"Who paid for this content?!"

Ryan Skinner

Imagine this scenario:

Only days before the New Hampshire primaries, an article appears on the Des Moines Times-Courier website: “Candidate Chris Christie Hiding Past As Exotic Dancer,” and quickly goes viral, appearing in millions of Twitter streams, Facebook feeds, and email inboxes. Most people see the headline and shake their heads – “Politicians!” As a result, Christie loses the New Hampshire primary, even though the New York Times had revealed that the Des Moines article was a piece of native advertising paid for by a competitor. Christie’s campaign crumbles – from presidential favorite to footnote.

This is the kind of native advertising horror story that’s got old-school journalists hiding under their beds. They ask: “What happens when people don’t know who paid for the content?”

The example, and any horror story like it, is hyperbolic. It’s not going to happen. (And if politicians wanted to tar an opponent, there are far slicker ways to do it.)

In fact, native advertising’s been going on for decades. The original soap operas were native advertising. So are those boring “Invest in Tackyvania” inserts in The Economist.

The journalists and editors are worried about the skyrocketing popularity of native advertising online for a couple of reasons:

1)    Online, it’s often not clear what’s a native ad and what isn’t.
2)    They worry about how it reflects on their editorial content (and authority).

An Advertiser Paid For This Content

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Mini content curation masterclass: A fortnight in content marketing

Ryan Skinner

I read a disconcerting amount of content about content; you wouldn’t expect less from Forrester’s content marketing analyst. So I thought: Why not do something with it? I’m going to curate and occasionally publish a great little list of content links.

As introduction, here's my formula for curation.

Tight focus on audience: This is for marketing leaders who work with content in one way or other. If you don’t work in marketing or think about content, this will be of less value. My goal’s to give people who think about or work with content a list of recent articles on the topic, out of which at least a couple will be solid gold. (N.B.! I explicitly avoid the “16 golden tips for [this, that or the other]” types of linkbait posts. Duh.)

Process: I rock Feedly with a pile of RSS feeds from content sites, a private Twitter list of content influencers, a stack of email newsletters, and a host of other sources pretty much every day. I make a list of the best stuff as I browse. After a couple of weeks, I give each piece on the list one to four stars. Four stars and some three stars make the cut. Then I give each a succinct treatment and a comment to frame it. Serve cold!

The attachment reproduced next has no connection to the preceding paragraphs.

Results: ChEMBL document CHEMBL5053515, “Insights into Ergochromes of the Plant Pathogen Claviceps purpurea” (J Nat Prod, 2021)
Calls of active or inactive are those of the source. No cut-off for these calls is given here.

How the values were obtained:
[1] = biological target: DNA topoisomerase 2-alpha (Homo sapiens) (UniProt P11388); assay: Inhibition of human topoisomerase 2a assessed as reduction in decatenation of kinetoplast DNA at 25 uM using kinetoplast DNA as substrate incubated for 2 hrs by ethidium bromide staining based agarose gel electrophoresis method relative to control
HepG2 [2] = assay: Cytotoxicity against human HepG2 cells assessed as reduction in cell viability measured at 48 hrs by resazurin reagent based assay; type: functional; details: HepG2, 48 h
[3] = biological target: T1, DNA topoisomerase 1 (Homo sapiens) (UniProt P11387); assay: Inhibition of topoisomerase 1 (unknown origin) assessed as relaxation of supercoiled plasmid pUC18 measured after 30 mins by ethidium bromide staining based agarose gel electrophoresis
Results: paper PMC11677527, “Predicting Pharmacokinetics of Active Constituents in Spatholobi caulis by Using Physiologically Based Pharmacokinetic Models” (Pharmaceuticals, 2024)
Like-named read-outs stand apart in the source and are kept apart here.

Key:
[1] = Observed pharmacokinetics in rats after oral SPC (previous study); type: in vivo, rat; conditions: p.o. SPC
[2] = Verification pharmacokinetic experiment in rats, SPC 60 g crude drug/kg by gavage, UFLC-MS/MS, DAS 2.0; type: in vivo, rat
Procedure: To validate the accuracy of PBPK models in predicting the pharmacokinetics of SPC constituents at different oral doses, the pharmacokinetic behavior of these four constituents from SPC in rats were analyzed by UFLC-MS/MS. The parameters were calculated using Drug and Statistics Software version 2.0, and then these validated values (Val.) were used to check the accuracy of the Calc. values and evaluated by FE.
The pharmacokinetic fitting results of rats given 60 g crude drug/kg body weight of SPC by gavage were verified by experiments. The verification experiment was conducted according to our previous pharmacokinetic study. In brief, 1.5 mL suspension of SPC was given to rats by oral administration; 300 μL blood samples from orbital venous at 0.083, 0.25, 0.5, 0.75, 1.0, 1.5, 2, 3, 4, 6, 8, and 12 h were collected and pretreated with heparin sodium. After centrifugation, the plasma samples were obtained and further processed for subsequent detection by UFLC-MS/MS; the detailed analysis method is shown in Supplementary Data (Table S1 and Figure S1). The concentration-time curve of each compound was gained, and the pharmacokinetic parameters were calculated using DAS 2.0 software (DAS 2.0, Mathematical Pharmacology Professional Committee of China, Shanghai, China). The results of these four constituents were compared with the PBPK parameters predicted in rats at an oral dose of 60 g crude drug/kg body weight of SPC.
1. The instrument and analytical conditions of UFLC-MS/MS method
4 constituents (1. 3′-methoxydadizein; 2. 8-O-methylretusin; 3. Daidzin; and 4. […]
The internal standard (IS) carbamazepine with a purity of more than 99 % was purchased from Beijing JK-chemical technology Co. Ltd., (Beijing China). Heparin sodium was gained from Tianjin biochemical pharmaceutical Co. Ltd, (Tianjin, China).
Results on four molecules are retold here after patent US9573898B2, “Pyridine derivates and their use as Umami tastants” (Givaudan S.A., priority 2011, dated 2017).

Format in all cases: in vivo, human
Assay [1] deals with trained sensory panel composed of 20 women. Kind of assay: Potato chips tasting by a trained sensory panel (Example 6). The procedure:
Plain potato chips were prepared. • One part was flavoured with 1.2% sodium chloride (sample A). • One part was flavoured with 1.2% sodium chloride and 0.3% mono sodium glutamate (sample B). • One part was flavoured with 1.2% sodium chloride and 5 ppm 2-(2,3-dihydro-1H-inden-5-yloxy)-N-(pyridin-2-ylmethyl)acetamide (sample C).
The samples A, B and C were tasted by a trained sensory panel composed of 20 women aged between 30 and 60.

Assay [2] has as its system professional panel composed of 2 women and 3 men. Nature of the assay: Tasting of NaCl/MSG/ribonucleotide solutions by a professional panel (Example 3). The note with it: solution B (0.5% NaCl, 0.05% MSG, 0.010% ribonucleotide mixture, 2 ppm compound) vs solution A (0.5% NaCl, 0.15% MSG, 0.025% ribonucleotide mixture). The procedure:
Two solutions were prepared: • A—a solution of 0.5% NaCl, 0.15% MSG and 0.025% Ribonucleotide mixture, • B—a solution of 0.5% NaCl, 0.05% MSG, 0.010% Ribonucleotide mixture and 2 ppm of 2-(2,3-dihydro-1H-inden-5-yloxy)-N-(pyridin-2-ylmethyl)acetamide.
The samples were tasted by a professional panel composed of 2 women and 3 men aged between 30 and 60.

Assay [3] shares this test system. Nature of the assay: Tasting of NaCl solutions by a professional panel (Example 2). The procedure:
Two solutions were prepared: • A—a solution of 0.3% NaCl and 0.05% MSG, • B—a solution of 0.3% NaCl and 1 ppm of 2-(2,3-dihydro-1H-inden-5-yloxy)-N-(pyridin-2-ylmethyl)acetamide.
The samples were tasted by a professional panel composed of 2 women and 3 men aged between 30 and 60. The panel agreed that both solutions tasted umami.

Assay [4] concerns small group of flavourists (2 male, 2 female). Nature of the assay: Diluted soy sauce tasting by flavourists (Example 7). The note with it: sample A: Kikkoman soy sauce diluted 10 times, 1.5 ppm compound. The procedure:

Without further ado, here’s the best news, ideas, and opinions on content in the last fortnight! (P.S. If you want me to send the Content Marketing Fortnight to you next time, email me).

Retail + content = hard

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Three Ways To Advance Your Social Marketing Initiatives

Kim Celestre

The month of September marks many new beginnings: the first day of school, the first month of fall, the start of football and hockey seasons, the beginning of grape harvest season (a significant event for a California wine lover like myself!), the new iPhone 5S . . . the list goes on. And when there are new beginnings, there are new learnings. This is why September is one of my favorite months -- for me, September symbolizes advancement and progress.

For marketing leaders, there is no better time than now to start learning about how to advance your social marketing initiatives. Most likely, you have been using social media tactics for some time now. And if you're like many marketers, you may find that you are stuck in a social marketing rut. Perhaps you find yourself unable to optimize your existing strategies or unable to get the results you expect from your social marketing programs. Or perhaps you have hit some major road blocks that are hindering your progress:

 

 

The good news: my colleagues and I have been working on some exciting new research this quarter that will help you overcome these challenges and advance your social marketing initiatives. This research will be published in our Social Marketing Playbook and will help you to do these three things: 

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How are you thinking about video content these days?

Jim Nail

As I get deeper into the changes impacting television and online video, their convergence, and the possibility of entirely new forms of video entertainment content, I'm thinking about content in the following categories: